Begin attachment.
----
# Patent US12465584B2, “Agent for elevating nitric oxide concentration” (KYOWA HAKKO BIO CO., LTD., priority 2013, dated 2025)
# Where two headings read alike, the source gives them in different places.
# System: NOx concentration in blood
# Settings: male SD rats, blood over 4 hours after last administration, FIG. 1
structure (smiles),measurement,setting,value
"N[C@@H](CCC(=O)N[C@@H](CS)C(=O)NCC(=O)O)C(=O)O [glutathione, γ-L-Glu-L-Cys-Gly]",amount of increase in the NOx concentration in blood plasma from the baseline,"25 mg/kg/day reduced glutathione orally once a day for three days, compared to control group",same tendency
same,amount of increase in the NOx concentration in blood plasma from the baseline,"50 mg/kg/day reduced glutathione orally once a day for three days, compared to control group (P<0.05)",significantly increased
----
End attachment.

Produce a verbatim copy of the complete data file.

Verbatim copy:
# Patent US12465584B2, “Agent for elevating nitric oxide concentration” (KYOWA HAKKO BIO CO., LTD., priority 2013, dated 2025)
# Where two headings read alike, the source gives them in different places.
# System: NOx concentration in blood
# Settings: male SD rats, blood over 4 hours after last administration, FIG. 1
structure (smiles),measurement,setting,value
"N[C@@H](CCC(=O)N[C@@H](CS)C(=O)NCC(=O)O)C(=O)O [glutathione, γ-L-Glu-L-Cys-Gly]",amount of increase in the NOx concentration in blood plasma from the baseline,"25 mg/kg/day reduced glutathione orally once a day for three days, compared to control group",same tendency
same,amount of increase in the NOx concentration in blood plasma from the baseline,"50 mg/kg/day reduced glutathione orally once a day for three days, compared to control group (P<0.05)",significantly increased